MRSA skin infections have been in the news because the bacteria that cause them are resistant to the antibiotics used to fight most staph infections. This can make MRSA infections harder to treat, although most will heal with proper care.
MRSA stands for methicillin-resistant Staphylococcus aureus, a type of staph bacteria. Many strains of staph bacteria are quite common, and most of us have staph bacteria living harmlessly on our skin or in our noses.
Staph bacteria that enter the body through a cut, scrape, or rash can cause minor skin infections. Most of these heal on their own if the wound is kept clean and bandaged, but sometimes antibiotics are needed.
What makes the MRSA strain different from other staph bacteria, though, is its resistance to the antibiotics that usually treat staph infections. (Methicillin is an antibiotic, which is why the strain is called "methicillin-resistant.") When bacteria are resistant to antibiotics, they are harder to kill. They become resistant by changing in some way that affects the ability of the antibiotic to do its job.
The bacterial changes that lead to resistance can be caused by improper usage of antibiotics, such as:
taking antibiotics for things that they can't cure, like viruses
not taking antibiotics properly when they are appropriate (e.g., not taking all the medicine prescribed or taking another person's medicine that wasn't prescribed for you)
The good news is that MRSA infections are rare in children. And if a healthy child does get one, a doctor can treat it.
How MRSA Spreads
MRSA is in the news but it's not a new infection. The first case was reported in 1968. In the past, MRSA usually affected people with weakened immune systems, such as those living in long-term care facilities like nursing homes.
But now some otherwise healthy people who are not considered at risk for MRSA are getting the infection. This is called community-associated MRSA (CA-MRSA) because it affects people outside of hospitals and nursing homes.
Kids who spend a lot of time together in groups, such as camps, schools, or college dorms are most at risk. Close quarters mean people are likely to touch the same surfaces, have skin-to-skin contact, or share equipment that has not been cleaned.
MRSA is contagious while there is a skin infection. Sometimes, people can be "carriers" of MRSA (meaning they retain the bacteria on or in their bodies) for days, weeks, or even years. They can spread it to others, even if they have no symptoms. That's why things like hand washing are so important.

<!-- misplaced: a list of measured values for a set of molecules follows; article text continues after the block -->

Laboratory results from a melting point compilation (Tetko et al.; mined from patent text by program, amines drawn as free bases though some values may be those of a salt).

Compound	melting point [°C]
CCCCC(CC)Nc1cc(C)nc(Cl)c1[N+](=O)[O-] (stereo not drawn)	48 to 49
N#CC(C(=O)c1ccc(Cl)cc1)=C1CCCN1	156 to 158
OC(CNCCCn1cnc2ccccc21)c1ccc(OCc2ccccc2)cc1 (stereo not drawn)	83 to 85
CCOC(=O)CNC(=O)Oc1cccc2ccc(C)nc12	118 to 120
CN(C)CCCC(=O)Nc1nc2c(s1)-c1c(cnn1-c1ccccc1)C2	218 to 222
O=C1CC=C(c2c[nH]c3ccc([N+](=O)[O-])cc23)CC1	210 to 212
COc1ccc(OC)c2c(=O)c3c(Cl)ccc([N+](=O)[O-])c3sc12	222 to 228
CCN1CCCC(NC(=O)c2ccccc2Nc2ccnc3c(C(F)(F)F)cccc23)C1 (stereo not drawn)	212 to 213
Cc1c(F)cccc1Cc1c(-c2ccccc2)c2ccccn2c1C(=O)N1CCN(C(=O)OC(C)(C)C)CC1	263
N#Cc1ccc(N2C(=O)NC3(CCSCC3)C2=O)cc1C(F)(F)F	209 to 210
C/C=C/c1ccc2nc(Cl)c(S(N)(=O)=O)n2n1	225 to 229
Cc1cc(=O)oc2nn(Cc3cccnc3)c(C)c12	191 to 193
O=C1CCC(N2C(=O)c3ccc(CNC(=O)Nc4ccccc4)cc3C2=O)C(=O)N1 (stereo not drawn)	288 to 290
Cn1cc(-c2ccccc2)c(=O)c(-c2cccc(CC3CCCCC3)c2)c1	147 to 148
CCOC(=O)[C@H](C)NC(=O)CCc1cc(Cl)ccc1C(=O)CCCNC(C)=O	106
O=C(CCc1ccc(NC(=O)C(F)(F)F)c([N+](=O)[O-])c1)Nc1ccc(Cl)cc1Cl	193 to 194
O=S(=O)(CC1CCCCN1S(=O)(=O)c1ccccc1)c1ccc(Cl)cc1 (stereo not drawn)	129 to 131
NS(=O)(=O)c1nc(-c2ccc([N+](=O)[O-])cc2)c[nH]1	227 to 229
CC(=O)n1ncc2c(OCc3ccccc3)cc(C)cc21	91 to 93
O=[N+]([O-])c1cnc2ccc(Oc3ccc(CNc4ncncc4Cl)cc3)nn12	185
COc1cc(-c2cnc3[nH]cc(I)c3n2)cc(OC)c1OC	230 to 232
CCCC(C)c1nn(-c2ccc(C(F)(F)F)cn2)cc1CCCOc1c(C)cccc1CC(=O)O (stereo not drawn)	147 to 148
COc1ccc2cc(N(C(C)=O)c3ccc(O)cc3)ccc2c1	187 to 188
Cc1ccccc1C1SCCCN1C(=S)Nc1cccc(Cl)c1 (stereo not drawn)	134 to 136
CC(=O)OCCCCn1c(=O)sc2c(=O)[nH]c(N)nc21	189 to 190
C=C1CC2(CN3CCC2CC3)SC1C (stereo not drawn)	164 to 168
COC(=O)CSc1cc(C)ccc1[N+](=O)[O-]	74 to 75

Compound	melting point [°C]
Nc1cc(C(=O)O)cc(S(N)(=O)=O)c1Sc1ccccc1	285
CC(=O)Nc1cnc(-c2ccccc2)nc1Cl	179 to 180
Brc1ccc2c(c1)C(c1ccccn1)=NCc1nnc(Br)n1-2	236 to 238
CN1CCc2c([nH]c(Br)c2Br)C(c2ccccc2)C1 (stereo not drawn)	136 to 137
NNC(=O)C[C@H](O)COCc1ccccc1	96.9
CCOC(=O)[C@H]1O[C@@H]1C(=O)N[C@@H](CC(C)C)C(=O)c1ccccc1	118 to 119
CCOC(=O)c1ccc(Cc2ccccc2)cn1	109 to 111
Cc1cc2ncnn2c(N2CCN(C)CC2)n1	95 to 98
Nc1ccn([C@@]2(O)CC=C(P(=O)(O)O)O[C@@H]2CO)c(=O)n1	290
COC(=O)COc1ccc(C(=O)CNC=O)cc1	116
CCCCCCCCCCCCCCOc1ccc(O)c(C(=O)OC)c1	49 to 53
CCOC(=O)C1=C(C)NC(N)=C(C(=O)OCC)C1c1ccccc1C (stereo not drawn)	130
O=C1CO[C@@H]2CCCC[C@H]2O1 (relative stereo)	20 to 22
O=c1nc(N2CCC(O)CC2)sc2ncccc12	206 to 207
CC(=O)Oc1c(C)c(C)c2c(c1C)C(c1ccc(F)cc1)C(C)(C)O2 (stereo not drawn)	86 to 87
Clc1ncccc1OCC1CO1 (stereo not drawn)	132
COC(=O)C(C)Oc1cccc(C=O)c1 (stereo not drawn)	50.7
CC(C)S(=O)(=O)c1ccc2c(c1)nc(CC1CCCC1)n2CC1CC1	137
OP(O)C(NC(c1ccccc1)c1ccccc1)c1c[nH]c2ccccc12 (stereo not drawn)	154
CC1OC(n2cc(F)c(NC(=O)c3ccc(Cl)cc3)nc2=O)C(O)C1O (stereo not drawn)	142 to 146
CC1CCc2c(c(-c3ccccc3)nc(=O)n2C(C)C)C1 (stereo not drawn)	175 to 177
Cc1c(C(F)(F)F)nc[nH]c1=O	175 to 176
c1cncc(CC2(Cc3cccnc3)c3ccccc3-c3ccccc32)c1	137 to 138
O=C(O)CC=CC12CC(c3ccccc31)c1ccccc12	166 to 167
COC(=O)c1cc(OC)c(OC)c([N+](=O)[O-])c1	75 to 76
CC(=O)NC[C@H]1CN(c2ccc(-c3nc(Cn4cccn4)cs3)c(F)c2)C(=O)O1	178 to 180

MRSA infections often develop around open sores, like cuts, scrapes, or bites; but they also can occur on intact skin. Red, swollen, painful bumps appear that sometimes weep fluid or pus. Some kids also develop a fever.
In more serious cases, the infection can spread to the blood, lungs, bones, joints, or other parts of the body. MRSA also can cause infections like pneumonia. Fortunately, complications like these are very rare in healthy kids.
MRSA infections require different medications and approaches to treatment than other staph infections do. For example, if a skin abscess is caused by MRSA, the doctor is more likely to have to drain the pus from it in order to clear the infection.
Doctors may prescribe antibiotics to help treat a MRSA infection. More severe infections might need IV antibiotics, given in a hospital.
MRSA may sound alarming because of its resistance to some antibiotics. But the spread of MRSA can be prevented with simple cleanliness measures:
Adults and kids should wash their hands often using plain soap and water for at least 20 seconds. Alcohol-based instant hand sanitizers or wipes are fine for when there's no access to soap and water.
Keep cuts or broken skin clean and covered with a bandage.
Don't share razors, towels, uniforms, or other items that come into contact with bare skin.
Shared sports equipment should be covered with a barrier (clothing or a towel) to prevent skin from touching it. The equipment also should be cleaned before each use with a disinfectant that works against MRSA.
To help prevent other bacteria from becoming resistant to antibiotics, it's important for kids and adults to take antibiotics as prescribed. That means never giving your child someone else's prescription or saving antibiotics "for next time."
Always give antibiotics in the full amount until the prescription is finished (unless a doctor says it's OK to stop early). Germs that are allowed to hang around after incomplete treatment of an infection are more likely to become resistant to antibiotics.
Also, doctors recommend letting milder illnesses (especially those caused by viruses) run their course without giving antibiotics. If your doctor attributes an illness or infection to a virus, antibiotics will not help — instead, ask about other ways to treat symptoms and help your child feel better.